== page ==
CT: A barrier which surrounds the main parts of a facility containing radioactive materials and which is designed to prevent or mitigate the uncontrolled release of radioactive material to the environment in operational states or design basis accidents.
Confinement is similar in meaning to containment, but is typically used to refer to the barriers immediately surrounding the radioactive material, whereas containment refers to the additional layers of defence intended to prevent the radioactive materials reaching the environment if the confinement is breached. Hence, for example, in a nuclear power plant confinement may be provided by the reactor pressure vessel, whereas containment may be provided by the building housing the reactor. In a repository, confinement may be provided by the waste form and its container, whereas containment may be provided by the surrounding host rock.
S: http://www.iaea.org/ns/tutorials/regcontrol/intro/glossaryc.htm (last access: 20 February 2015)
N: 1. 1590s, from French confinement (16c.; the Old French word was confinacion), from confiner (see confine).
2. A process used to control a spill or release of a hazardous material and to capture the material at a specified location.
3. confinement: not to be confused with “containment” (a process used to stop the further release or spill of a hazardous material).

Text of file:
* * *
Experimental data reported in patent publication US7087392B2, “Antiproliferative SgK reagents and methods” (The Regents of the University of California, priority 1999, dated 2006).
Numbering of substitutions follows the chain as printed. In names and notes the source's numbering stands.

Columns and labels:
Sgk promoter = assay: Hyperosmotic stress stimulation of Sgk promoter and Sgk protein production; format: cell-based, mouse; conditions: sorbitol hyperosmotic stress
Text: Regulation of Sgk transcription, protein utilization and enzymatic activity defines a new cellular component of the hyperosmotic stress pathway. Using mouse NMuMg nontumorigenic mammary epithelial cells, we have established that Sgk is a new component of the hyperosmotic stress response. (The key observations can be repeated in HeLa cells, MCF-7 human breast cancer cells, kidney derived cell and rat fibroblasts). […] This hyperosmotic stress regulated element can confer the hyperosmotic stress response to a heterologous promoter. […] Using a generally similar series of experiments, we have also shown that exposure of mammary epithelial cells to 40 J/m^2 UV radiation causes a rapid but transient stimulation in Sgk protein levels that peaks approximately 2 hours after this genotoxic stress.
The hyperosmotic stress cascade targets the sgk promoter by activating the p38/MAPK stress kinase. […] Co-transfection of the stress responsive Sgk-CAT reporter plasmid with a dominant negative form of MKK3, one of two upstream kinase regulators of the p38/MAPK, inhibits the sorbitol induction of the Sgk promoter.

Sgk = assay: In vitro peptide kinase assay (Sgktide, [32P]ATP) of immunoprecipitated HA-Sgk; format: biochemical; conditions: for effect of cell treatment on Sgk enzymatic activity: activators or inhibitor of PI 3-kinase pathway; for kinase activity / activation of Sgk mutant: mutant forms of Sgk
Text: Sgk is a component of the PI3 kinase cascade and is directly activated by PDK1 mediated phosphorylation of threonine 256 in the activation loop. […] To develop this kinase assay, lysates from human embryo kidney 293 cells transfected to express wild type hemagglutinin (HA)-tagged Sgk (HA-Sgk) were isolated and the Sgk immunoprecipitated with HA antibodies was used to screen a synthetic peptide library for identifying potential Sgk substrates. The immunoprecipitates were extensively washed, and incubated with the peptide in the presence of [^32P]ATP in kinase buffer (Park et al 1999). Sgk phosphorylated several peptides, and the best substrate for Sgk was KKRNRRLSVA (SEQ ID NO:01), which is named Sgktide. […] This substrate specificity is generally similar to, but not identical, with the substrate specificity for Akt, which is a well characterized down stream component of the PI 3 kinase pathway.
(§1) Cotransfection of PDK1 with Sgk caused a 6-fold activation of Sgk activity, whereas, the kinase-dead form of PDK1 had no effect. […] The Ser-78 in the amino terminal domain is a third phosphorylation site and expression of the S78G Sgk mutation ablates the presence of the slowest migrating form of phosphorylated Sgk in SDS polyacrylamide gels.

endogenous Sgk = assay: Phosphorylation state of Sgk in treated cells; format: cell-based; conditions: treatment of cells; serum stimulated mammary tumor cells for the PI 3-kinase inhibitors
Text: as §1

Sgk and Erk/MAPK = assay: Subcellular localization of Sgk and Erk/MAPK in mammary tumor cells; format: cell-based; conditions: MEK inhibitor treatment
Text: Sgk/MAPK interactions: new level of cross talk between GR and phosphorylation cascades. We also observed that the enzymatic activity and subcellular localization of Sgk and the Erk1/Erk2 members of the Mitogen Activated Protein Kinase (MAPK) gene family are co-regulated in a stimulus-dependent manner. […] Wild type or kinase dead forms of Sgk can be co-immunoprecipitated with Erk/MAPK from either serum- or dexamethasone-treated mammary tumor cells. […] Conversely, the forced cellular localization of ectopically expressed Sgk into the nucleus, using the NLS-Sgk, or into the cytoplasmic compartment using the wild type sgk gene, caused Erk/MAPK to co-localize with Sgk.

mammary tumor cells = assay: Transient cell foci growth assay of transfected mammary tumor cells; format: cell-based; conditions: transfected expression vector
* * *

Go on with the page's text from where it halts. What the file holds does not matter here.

4. confinement: term and definition standardized by the Canadian Capability-Based Planning Terminology Committee and the Translation Bureau.
5. Two confinement techniques are employed: magnetic confinement, which may be classed as static and inertial confinement, which may be classed as kinetic.
6. containment: Methods or physical structures designed to prevent the dispersion of radioactive substances.
Although approximately synonymous with confinement, containment is normally used to refer to methods or structures that prevent radioactive substances being dispersed in the environment if confinement fails.
S: 1. OED – http://www.etymonline.com/index.php?term=confinement (20 February 2015). 2, 3 & 4. TERMIUMPLUS. 5. GDT. 6. http://www.iaea.org/ns/tutorials/regcontrol/intro/glossaryc.htm (last access: 20 February 2015).